Tick tock. We are always on the clock and TV reporters always need a new backdrop. The Colosseum is suggested. Many of us trail along to get some air by doing slow laps of the perimeter. When I get back to the hotel, I flick on the BBC. There is Joe Biden. The president of the United States has landed in Rome and he’s sitting beside Macron at France’s Vatican embassy. As I unpack and charge my devices, I log that Biden has come to Macron. The penitent cue sparks interest, so I sit and watch.

Joe Biden and Emmanuel Macron chat at Villa Bonaparte in Rome
Joe Biden and Emmanuel Macron chat at Villa Bonaparte in Rome. Photograph: Jacques Witt/Sipa/Rex/Shutterstock

Biden is an unusually empathetic character, and one of the building blocks of empathy is humility. But America is rarely penitent. Possibly I’m overegging the penitence. Perhaps it was convenience, because Biden has also called on Pope Francis. But America is managing its own diplomatic rupture with Macron because the US is one of the partners in the Aukus pact that superseded the French submarines. Macron is angry with all the Aukus partners.

In Rome, Biden tells Macron he was “under the impression” that France knew Australia was going to back out of the Naval Group contract. He also acknowledges the whole issue has been handled in “clumsy” fashion. This is performative self-criticism. But there’s also blame shifting. The clear implication is Australia has lacked sophistication. This is not good for Morrison.

I wonder what the prime minister is doing right at the moment. Is he also hanging up shirts in his hotel suite, hunting for dental floss, while watching Biden throw him under a bus?

Act two: G20

I’m watching Macron through a window. We are in the final stretch of the G20. Australian journalists have been pre-positioned for a press conference with Morrison. Tonight, we will decamp for Glasgow and the Cop26 summit. The G20 has just issued a communique where the climate change language has been watered down – in part because of Australian lobbying against commitments to phase out fossil fuels. It’s not a great sign.

Morrison hasn’t arrived yet, but Macron’s voice is wafting in our direction. I follow the sound until I get a visual. The French president is compact, but he knows how to use his body as punctuation, or emphasis. The gestures are calculated and precise. David Crowe, chief political correspondent for the Sydney Morning Herald and the Age, has wandered further up the corridor and ducked into the back of the press room. A couple of television colleagues amble over as well: Pablo Vinales from SBS and Andrew Probyn from the ABC. It seems possible we might be able to grab Macron as he departs his press room.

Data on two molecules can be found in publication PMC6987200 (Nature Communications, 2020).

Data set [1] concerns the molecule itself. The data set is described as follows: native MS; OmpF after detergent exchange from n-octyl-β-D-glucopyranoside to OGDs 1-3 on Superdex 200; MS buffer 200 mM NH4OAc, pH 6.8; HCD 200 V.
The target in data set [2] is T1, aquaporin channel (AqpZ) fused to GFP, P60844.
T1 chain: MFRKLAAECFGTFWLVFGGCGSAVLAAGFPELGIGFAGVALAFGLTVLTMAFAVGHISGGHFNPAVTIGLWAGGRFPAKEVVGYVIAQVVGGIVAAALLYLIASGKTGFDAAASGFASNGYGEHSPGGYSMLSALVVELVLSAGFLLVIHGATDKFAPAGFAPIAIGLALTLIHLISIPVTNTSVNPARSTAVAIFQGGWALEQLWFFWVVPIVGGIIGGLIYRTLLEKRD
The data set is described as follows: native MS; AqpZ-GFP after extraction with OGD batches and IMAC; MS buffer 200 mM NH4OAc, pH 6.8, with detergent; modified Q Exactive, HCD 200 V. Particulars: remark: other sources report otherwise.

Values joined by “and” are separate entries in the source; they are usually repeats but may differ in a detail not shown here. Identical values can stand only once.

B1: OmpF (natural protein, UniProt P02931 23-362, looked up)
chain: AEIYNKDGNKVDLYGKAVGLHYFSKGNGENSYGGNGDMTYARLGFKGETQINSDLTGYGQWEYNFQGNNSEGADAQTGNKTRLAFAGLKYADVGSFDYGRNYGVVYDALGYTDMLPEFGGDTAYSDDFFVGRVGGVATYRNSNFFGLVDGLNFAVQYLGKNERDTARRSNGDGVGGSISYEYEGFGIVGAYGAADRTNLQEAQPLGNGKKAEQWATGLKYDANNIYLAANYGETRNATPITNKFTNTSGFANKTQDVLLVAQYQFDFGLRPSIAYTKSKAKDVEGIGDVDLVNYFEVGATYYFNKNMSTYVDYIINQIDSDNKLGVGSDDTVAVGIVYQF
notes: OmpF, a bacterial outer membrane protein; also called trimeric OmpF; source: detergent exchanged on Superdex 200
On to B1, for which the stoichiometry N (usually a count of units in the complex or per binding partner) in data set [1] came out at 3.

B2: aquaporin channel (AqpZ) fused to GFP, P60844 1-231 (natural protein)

Scott Morrison arrives for a meeting at the G20 summit in Rome
Scott Morrison arrives for a meeting at the G20 summit in Rome. Photograph: Brendan Smialowski/AFP/Getty Images

This is a long shot, but for once, everything breaks our way. The French president exits when our small group has washed up in the perfect position to intercept him. Probyn, who has a Lancashire lilt, and a relentless derring-do manner, introduces himself politely as an Australian journalist. Q: Might we have a word? Macron smiles and stops.

The president’s security detail looks not entirely comfortable, but not alarmed. A Macron press aide trailing several metres behind her boss spots the impromptu gaggle, glowers and jogs to catch up. But a relaxed Macron is already lobbing grenades. Out the corner of my eye, I notice another SMH-Age correspondent, Bevan Shields, orbiting the perimeter. Vinales has his iPhone out, filming.

Macron says he harbours friendship and respect for Australia and Australians. But respect requires reciprocity. “I just say when we have respect, you have to be true and you have to behave in line and consistent with this value.” The back and forth continues. Shields is now positioned directly in front of Macron. He asks the president whether he thinks Morrison lied to him during the submarine fracas? The president does not hesitate. “I don’t think, I know,” he says.

'I don’t think, I know': Macron accuses Scott Morrison of lying about submarine contract – video
‘I don’t think, I know’: Macron accuses Scott Morrison of lying about submarine contract – video

Having delivered his mic drop, Macron’s entourage sweeps on. The directness of the accusation is astonishing. It takes a minute or two to process. Earlier in the day, Morrison approached Macron informally in the leaders lounge for a handshake that the prime minister’s official photographer captured and disseminated. Macron looked less than…